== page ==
"It’s my dream to go to the Hambletonian, but he’ll let us know if he’s that type of horse or not," Zendt said. "We want to get him up there and see how he gets over the track. That (Hambletonian) entry fee is a big thing to swallow when you own the horse yourself. So if he can go up there and do well, make a little money or at least show that he is competitive with that type of a horse, we’ll see.
"He’s probably the second or third horse we’ve ever kept eligible to it. We try to pick and choose what we stake our horses in. The rule rather than the exception is you’re going to overstake your horse rather than under. We’re hoping we’ll hit a middle ground with him. You take a shot. It’s a dream, but you take a shot and leave him eligible in the Hambletonian just in case. I can dream!"
Joey drew the seven hole in the eight-horse Tompkins-Geers field, prompting Zendt to note, "I wish he would have drawn a little better, but at least with only eight horses, it should be a pretty compact field, it shouldn’t get strung out too bad."
Should the dream not become reality, Joey could race in the Dennis Drazin Trot (formerly the Townsend Ackerman). Whatever happens, Zendt’s faith in him will not be diminished. She liked Joey, a son of Yankee Glide out of Jodi’s Jayme, from the start.
"I went through the catalog and put down the pedigrees I was interested in," she said. "I knew I couldn’t afford the Muscle Hills or the Cantab Halls. I went through and tried to pick out the Donato Hanovers, the Yankee Glides. Then I went through and watched all the videos of the colts, and he was my No. 1 Yankee Glide at the sale."
They paid $25,000 for the short-named horse named after a million pizza places.
"When Bill got to the sale, he pulled him out of the stall and liked him, it was just a question of whether we could afford him," Zendt said. "That’s about normal for what we like to pay for a yearling."
Leslie felt Joey would be a "pretty nice horse" in February 2017, but because he was a big colt and a late foal, his schedule was limited to three races.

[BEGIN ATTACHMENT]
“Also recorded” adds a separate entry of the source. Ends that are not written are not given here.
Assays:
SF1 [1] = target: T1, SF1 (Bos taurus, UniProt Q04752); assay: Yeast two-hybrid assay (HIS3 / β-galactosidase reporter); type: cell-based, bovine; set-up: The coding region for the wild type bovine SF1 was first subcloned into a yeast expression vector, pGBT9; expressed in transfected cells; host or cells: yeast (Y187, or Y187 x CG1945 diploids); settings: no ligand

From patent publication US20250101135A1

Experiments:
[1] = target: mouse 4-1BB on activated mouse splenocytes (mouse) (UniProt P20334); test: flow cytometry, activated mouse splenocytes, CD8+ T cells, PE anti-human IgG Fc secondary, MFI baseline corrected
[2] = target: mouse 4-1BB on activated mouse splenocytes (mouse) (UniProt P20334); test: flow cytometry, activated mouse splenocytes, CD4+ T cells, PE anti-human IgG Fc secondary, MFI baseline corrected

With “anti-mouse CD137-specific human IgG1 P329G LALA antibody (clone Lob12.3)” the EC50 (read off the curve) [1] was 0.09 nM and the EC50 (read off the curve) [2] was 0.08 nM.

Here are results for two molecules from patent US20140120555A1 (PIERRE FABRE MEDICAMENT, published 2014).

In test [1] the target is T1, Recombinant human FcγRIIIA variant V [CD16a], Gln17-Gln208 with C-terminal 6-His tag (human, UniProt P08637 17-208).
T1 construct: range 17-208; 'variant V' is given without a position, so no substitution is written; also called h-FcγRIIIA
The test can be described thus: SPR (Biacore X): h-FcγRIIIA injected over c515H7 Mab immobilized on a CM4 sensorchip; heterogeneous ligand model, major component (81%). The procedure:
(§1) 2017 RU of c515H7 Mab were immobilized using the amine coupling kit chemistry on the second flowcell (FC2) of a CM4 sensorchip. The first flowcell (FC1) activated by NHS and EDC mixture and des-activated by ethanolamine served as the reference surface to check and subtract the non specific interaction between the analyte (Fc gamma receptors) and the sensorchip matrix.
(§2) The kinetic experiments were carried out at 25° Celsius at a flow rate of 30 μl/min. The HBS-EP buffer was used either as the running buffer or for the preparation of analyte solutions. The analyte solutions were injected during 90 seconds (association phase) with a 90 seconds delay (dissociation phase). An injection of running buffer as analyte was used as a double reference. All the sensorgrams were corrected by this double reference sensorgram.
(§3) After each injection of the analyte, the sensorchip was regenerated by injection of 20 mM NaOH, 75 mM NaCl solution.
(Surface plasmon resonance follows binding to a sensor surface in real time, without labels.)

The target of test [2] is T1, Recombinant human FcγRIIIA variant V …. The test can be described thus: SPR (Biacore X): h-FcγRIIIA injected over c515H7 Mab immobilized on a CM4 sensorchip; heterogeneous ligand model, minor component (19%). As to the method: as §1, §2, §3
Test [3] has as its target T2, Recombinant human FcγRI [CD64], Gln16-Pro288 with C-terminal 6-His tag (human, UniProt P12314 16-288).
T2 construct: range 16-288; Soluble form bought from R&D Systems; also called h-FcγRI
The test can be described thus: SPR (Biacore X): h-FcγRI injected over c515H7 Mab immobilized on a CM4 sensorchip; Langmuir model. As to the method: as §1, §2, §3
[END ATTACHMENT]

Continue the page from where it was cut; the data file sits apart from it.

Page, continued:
"When you have to stake a horse yourself, you have to get an idea of what kind of horse you have before you invest a lot of money into staking him," Zendt said. "We thought he showed enough, trotting (1):57 at The Meadows, that we tried to stake him in the bigger races on the bigger tracks. He’s eligible in Lexington, back at Mohawk and some stuff at Hoosier at the end of the year. Some big-track stuff."
The bottom line, in Zendt’s mind, is that no matter how this season turns out, it’s only the beginning of what has potential to be a nice career.
"If worse comes to worse I’ll be happy if he’s a nice horse and I can keep him and race him next year," she said. "He’s got a lot of upside to him, he’s a horse that should get better as he matures. He’s got nothing but a bright future in front of him."
He’s already got a western Pennsylvania fan club.
"He’s a very talented horse, he takes good care of himself," Zendt said. "He’s just a gorgeous horse. I don’t know whether it’s his name or the way he looks, but everybody on the track knows Joey. He’s big and black and has a white star and I usually drive him in blue-white polos (wraps). He’s just stunning on the track. He’ll be jogging and everyone will be yelling "Joooey! Joooey!"
Which is fine with Zendt, who just loves to hear the name.--By Rich Fisher/USTA